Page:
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NY cop admits framing people on drug charges and teaching younger cops to do the same

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posted on Jun, 27 2011 @ 11:00 PM
Ah, the nice NY cops... always there to serve and protect... the prison industry.

NYPD Sgt. William Eiseman pleads guilty to lying under oath in plea deal

A Manhattan cop pleaded guilty Monday to lying under oath and concocting evidence in three cases - but says he did it for the right reasons.

Sgt. William Eiseman, a 12-year NYPD veteran, admitted to faking a marijuana case against one man and coc aine-related charges against another - and training young cops to falsify paperwork to sidestep legal safeguards.

"These are allegations of serious misconduct," Manhattan Supreme Court Justice Juan Merchan told Eiseman, 39, who refused to give the cop a no-jail deal.

The judge said the allegations against Eiseman, "paint a picture of a police officer who has challenged and undermined the integrity of the entire system that we have here."

Merchan offered to give him 24 days at Rikers Island when he's sentenced Sept. 6 - far less than the seven years he faced if convicted at trial.

The cop took the deal and must quit his job and forfeit his pension.

Making stuff up to put them in jail and teaching other cops to do the same... great guy... great guy... and he won't do any prison... He should have done time inside, after all, he loves the prison industry so much...

posted on Jun, 27 2011 @ 11:06 PM
A cop at Riker's? Yeah, 24 days is about long enough I think. The guy will be lucky if he survives. I've heard that place referred to as "Gladiator school", and I'm sure it didn't get that nickname for being full of guys who drink tea and play croquet.

posted on Jun, 27 2011 @ 11:07 PM
reply to post by Vitchilo

What the hell...corruption at it's finest...I give the cop kudos for fessing up so now they can get down to business investigating the rest of the countries corrupt civil servants.

I can't wait for the cop bad apple bunch to come defend the police once again.

Nice job...S&F...

posted on Jun, 27 2011 @ 11:09 PM
I was going to praise the judge for giving him a no-jail deal but then I saw the 24 days sentence.

What a joke!!!!

posted on Jun, 27 2011 @ 11:12 PM
reply to post by gnosticquasar

I was there once, and let me tell you.... I would rather die than go back there. Unless they hold him in solitary, which they probably will, I can't see that ending well for him at all.....

posted on Jun, 27 2011 @ 11:21 PM
reply to post by Vitchilo

I have spoken to a few of the old cops where I live, and they tell me back in their day it was common place to put a false charge on a criminal who needed to be off the street. The key word is 'Criminal' here. The cops knew who the crims were, but due to to process/legal loopholes etc... they could not get them off the streets. So they would book them with a made up charge and put them where they should be, and joe citizen could go about their day in peace.

I can not imagine how frustrating it would be to catch a crim and have the system put him back on the streets. I don't agree with the actions of the cop in question, but I understand when he says he did it for the 'right' reasons'. The problem with these types of behaviours in leo's is the potential for abuse against people who are actually innocent of all crim, not career criminals.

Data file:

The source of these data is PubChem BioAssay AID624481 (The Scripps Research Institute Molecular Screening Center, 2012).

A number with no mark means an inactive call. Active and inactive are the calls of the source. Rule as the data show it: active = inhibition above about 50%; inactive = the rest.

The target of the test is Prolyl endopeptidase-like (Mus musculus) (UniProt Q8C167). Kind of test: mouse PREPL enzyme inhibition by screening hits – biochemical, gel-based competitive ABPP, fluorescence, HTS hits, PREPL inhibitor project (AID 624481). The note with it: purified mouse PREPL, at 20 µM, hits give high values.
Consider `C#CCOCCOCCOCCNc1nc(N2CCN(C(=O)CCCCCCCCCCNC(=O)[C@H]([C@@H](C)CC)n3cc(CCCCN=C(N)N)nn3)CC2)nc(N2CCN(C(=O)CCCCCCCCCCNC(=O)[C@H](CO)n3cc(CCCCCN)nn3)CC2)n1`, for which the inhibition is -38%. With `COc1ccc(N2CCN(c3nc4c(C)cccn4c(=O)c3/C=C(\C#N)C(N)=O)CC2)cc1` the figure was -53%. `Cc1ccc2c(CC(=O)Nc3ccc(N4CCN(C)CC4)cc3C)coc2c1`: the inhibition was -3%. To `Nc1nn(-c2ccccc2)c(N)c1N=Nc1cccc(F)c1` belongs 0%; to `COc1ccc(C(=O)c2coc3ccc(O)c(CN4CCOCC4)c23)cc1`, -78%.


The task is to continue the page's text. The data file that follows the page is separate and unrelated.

I saw a story recently about 4 marines, one who was knifed by a guy who robbed a store they were standing in front off. The marines took the guy apart, but the offical report from the police stated 'fell onto kerb' or similar. The robber had a lot of broken bones etc...definatley not just a 'fall onto kerb' I think even though this is illegal, it can be called 'right'. It a fractured response to a fractured system unfortunatley, there can be no justcie when laws are absoulute. You just have to hope the leo does it for the 'right' reasons.

posted on Jun, 27 2011 @ 11:43 PM
I hate to hear about this kind of stuff. It makes all of law enforcement look bad. Unfortunately, in a police force the size of New York City's, there's always gonna be those that succumb to the temptation and step over the line. If they get away with it a couple of times, they make the mistake of believing they are invincible.....and that's when they wind up getting caught (hopefully).

posted on Jun, 27 2011 @ 11:46 PM
Actually it seems that ATS manages to find the rare and few Cops who spoil it for the rest.

Without cops and the law most of YOU would be dead by now as chaos would ensue. And the weak are always the first to go!!

posted on Jun, 27 2011 @ 11:47 PM
I disagree with planting things or making bad collars for the "right" reasons because there is no "right" reason. Even if the skell needs to go away- the truth will come out sooner or later and the guy will be back on the street while you're cooling your heels in prison.

This Sgt seems to have internalized the job which you can't do or you go nuts. It's much better to take the attitude of "They have to get lucky every day- I just have to get lucky once". Keeps you sane and honest.

posted on Jun, 27 2011 @ 11:53 PM
Laughable @ 24 days.....

How many years would the men who would have been framed gotten...

Were any of them on their third strike....?

I personally believe the police officer should do the time for the offense he was trying to pass off as fact.

These officers words are used as EVIDENCE in court of law....

posted on Jun, 28 2011 @ 12:21 AM

Originally posted by TheButcher23
Actually it seems that ATS manages to find the rare and few Cops who spoil it for the rest.